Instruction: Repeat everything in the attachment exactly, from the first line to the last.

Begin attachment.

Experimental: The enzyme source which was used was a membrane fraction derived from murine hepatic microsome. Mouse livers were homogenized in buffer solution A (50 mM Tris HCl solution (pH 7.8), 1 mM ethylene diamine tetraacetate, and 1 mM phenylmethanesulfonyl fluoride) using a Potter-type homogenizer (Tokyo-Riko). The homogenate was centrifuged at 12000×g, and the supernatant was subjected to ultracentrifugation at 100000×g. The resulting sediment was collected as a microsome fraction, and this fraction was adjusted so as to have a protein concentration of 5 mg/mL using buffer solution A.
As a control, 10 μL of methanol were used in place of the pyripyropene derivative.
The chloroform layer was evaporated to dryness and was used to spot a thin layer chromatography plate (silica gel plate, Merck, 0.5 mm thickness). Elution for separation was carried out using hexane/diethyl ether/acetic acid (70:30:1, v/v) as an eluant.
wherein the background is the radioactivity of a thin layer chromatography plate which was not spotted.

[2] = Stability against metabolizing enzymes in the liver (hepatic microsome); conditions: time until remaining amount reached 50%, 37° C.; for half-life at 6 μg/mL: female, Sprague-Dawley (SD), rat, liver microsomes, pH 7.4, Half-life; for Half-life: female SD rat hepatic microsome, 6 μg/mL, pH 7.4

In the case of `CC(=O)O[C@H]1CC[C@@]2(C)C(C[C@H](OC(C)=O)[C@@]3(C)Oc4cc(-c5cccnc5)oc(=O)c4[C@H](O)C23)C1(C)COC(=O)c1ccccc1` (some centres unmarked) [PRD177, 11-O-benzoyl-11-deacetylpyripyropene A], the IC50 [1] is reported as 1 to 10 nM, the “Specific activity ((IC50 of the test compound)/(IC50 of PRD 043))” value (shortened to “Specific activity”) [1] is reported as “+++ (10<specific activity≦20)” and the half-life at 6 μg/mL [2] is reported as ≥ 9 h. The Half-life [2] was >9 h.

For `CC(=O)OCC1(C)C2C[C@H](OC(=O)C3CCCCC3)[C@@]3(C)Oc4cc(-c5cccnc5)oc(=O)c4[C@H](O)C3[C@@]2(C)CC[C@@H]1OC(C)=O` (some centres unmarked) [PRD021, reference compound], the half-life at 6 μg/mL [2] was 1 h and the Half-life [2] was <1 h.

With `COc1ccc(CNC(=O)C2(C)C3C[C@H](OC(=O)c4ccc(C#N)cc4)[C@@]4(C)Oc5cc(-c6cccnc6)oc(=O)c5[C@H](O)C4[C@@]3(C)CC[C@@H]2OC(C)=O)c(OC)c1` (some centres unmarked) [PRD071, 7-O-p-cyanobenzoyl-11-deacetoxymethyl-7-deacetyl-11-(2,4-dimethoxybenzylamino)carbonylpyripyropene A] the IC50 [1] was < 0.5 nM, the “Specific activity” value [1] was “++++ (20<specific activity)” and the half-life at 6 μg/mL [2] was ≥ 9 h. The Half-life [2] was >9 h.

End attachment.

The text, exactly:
Experimental: The enzyme source which was used was a membrane fraction derived from murine hepatic microsome. Mouse livers were homogenized in buffer solution A (50 mM Tris HCl solution (pH 7.8), 1 mM ethylene diamine tetraacetate, and 1 mM phenylmethanesulfonyl fluoride) using a Potter-type homogenizer (Tokyo-Riko). The homogenate was centrifuged at 12000×g, and the supernatant was subjected to ultracentrifugation at 100000×g. The resulting sediment was collected as a microsome fraction, and this fraction was adjusted so as to have a protein concentration of 5 mg/mL using buffer solution A.
As a control, 10 μL of methanol were used in place of the pyripyropene derivative.
The chloroform layer was evaporated to dryness and was used to spot a thin layer chromatography plate (silica gel plate, Merck, 0.5 mm thickness). Elution for separation was carried out using hexane/diethyl ether/acetic acid (70:30:1, v/v) as an eluant.
wherein the background is the radioactivity of a thin layer chromatography plate which was not spotted.

[2] = Stability against metabolizing enzymes in the liver (hepatic microsome); conditions: time until remaining amount reached 50%, 37° C.; for half-life at 6 μg/mL: female, Sprague-Dawley (SD), rat, liver microsomes, pH 7.4, Half-life; for Half-life: female SD rat hepatic microsome, 6 μg/mL, pH 7.4

In the case of `CC(=O)O[C@H]1CC[C@@]2(C)C(C[C@H](OC(C)=O)[C@@]3(C)Oc4cc(-c5cccnc5)oc(=O)c4[C@H](O)C23)C1(C)COC(=O)c1ccccc1` (some centres unmarked) [PRD177, 11-O-benzoyl-11-deacetylpyripyropene A], the IC50 [1] is reported as 1 to 10 nM, the “Specific activity ((IC50 of the test compound)/(IC50 of PRD 043))” value (shortened to “Specific activity”) [1] is reported as “+++ (10<specific activity≦20)” and the half-life at 6 μg/mL [2] is reported as ≥ 9 h. The Half-life [2] was >9 h.

For `CC(=O)OCC1(C)C2C[C@H](OC(=O)C3CCCCC3)[C@@]3(C)Oc4cc(-c5cccnc5)oc(=O)c4[C@H](O)C3[C@@]2(C)CC[C@@H]1OC(C)=O` (some centres unmarked) [PRD021, reference compound], the half-life at 6 μg/mL [2] was 1 h and the Half-life [2] was <1 h.

With `COc1ccc(CNC(=O)C2(C)C3C[C@H](OC(=O)c4ccc(C#N)cc4)[C@@]4(C)Oc5cc(-c6cccnc6)oc(=O)c5[C@H](O)C4[C@@]3(C)CC[C@@H]2OC(C)=O)c(OC)c1` (some centres unmarked) [PRD071, 7-O-p-cyanobenzoyl-11-deacetoxymethyl-7-deacetyl-11-(2,4-dimethoxybenzylamino)carbonylpyripyropene A] the IC50 [1] was < 0.5 nM, the “Specific activity” value [1] was “++++ (20<specific activity)” and the half-life at 6 μg/mL [2] was ≥ 9 h. The Half-life [2] was >9 h.